Then, you can SHIFT the focus. You might say: "We've been doing a great job for the last hour, of identifying everything that's wrong with our current approach. I think we can all see the problems. Now, let's take off the Black Hat, and put on the Green Hat. I'd like to hear some new, fresh approaches."

By using the hats to signal which kind of thinking you want at each point, you can focus all the participants focused in that direction. Each person participates actively at each stage of the thinking process -- rather than just waiting to "get their shot in."

Bill may be fervently opposed to an action that is being discussed. But you encourage him to contribute to the "yellow hat" discussion of its benefits and advantages. Why should he be willing to do that? Because Bill knows that within five minutes, when it's time for Black Hat thinking, he will not only have a chance to express fully his negative reaction -- but that everyone else will help him to present the "downside."

This process of focusing and shifting, deftly done, harmonizes the participants into a kind of Group Brain -- so that each way of looking at their problem is more powerful and complete.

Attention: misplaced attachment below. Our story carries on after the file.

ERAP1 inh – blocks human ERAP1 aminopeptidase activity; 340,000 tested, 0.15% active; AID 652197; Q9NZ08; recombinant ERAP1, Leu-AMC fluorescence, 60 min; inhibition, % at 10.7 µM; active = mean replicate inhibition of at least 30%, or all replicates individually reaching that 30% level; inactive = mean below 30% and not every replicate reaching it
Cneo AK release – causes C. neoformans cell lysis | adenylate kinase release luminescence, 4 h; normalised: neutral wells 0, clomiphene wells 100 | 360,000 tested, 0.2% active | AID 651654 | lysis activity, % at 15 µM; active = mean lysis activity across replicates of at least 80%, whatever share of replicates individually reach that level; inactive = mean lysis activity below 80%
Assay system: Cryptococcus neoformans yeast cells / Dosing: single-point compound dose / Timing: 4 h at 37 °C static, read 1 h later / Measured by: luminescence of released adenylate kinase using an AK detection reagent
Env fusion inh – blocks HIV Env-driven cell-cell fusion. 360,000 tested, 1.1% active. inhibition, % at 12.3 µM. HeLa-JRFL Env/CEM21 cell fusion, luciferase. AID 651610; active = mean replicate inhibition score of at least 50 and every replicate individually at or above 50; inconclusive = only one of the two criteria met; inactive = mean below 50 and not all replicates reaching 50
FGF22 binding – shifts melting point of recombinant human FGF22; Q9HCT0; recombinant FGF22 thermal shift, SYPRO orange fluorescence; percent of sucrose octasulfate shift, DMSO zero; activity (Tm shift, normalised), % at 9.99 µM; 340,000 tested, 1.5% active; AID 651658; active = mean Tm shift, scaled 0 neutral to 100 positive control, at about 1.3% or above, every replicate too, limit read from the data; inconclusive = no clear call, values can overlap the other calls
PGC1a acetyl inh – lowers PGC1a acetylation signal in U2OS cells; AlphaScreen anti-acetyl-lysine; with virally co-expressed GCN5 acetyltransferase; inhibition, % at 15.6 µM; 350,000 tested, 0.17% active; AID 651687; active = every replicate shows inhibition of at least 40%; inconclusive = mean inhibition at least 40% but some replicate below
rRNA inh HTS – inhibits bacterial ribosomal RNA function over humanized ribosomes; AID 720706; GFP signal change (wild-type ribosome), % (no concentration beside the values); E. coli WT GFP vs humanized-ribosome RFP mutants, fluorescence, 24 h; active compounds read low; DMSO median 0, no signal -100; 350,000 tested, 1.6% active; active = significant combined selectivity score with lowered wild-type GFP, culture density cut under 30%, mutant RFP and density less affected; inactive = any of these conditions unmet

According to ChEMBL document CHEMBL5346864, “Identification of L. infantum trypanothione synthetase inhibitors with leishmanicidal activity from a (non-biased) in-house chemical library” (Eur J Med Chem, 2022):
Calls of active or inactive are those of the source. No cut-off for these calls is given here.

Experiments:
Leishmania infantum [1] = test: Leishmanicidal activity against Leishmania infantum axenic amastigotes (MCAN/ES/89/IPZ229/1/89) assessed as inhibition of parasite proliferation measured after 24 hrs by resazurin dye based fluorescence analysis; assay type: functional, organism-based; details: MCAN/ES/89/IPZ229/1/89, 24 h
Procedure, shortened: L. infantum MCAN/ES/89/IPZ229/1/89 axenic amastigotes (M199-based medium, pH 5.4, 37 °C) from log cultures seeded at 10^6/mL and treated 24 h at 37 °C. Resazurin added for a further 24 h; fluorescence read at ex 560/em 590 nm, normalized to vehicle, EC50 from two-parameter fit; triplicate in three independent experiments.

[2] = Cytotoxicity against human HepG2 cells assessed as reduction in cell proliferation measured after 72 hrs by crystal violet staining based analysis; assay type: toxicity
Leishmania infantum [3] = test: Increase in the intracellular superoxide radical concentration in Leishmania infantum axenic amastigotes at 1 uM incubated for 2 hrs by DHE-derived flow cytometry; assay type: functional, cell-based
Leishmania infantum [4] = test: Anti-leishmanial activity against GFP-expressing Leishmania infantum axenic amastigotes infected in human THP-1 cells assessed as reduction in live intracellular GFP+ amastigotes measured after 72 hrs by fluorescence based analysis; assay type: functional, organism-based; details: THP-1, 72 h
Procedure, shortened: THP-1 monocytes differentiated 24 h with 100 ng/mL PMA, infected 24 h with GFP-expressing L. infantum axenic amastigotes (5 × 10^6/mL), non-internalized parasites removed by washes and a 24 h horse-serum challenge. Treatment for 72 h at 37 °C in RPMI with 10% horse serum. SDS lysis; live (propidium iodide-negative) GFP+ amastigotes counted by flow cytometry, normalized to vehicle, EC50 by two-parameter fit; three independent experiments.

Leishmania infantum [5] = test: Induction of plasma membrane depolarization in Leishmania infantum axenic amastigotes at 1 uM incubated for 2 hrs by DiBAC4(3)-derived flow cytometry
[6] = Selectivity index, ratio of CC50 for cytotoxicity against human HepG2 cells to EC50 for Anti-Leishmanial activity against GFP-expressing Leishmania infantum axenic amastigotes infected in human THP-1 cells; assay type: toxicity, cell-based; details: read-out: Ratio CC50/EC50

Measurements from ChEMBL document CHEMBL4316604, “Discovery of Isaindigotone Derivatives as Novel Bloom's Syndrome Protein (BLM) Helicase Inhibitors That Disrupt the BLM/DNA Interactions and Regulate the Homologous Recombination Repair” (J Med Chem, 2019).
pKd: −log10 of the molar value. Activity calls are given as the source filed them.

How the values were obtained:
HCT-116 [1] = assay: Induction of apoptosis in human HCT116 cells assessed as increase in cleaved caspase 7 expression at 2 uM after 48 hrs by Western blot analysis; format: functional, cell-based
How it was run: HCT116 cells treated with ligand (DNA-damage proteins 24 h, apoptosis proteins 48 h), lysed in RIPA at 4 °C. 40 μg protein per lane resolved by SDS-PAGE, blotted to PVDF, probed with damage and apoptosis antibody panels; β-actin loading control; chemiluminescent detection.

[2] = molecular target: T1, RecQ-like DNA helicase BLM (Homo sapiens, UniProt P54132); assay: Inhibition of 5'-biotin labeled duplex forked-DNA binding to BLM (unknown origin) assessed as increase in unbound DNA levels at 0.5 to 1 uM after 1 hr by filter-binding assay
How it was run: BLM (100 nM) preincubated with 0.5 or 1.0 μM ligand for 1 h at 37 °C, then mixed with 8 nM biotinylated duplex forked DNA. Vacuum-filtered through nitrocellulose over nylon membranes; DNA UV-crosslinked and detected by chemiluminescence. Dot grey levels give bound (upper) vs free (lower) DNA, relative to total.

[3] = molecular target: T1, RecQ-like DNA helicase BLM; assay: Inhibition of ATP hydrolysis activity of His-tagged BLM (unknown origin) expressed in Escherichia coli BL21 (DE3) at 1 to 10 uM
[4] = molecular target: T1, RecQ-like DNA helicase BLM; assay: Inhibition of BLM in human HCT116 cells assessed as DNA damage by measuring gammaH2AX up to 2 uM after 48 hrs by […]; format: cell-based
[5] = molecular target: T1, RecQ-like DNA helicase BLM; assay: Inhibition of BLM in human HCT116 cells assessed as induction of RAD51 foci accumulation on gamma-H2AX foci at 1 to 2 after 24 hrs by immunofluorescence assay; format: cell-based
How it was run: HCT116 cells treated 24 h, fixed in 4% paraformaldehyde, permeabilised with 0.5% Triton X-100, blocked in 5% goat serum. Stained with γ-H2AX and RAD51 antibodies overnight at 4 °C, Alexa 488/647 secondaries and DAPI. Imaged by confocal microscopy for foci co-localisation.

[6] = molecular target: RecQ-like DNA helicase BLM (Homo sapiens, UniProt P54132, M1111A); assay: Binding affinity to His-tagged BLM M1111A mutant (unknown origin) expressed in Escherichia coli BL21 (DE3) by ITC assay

With the Sonesta sales force seated at "rounds" to facilitate discussion, the hats made it easy, and enjoyable, to come up with new ways to make their properties even more attractive to women travelers.

We started with the Red Hat, to "surface" the feelings within the group about this clientele. Then, under the White Hat, participants shared their knowledge about current sales and services to women in the industry.

The Yellow Hat was motivating, as all the possible benefits and opportunities emerged. The Black Hat, however, was just as useful -- it identified the possible problems, costs, and risks. The Green Hat prompted dozens of highly innovative approaches. And, under the Blue Hat, we prioritized and planned next steps.

Return on Investment? The group produced over 65 ideas during the 45-minute exercise. Approximately 20% made the "first cut" -- they were new, and seemed feasible, potentially profitable, and therefore worth "harvesting" for serious consideration.

Moreover, the whole process fostered a team spirit and high motivation for the rest of the conference. "What great fun it was to see our sales people involved in the presentation," said Stephanie Sonnabend, Vice-President for Marketing. "I never realized how far their talents went. Your presentation really helped to set the stage for a very motivational and productive meeting."

Of course, it works equally well for other businesses and professions -- we've had just as good results "Six-Hatting" problems and challenges with organizations and groups as disparate as hospital administrators, retail electronics dealers, aerospace engineers, and finance company owners.
Copyright © 1999 Ronald Gross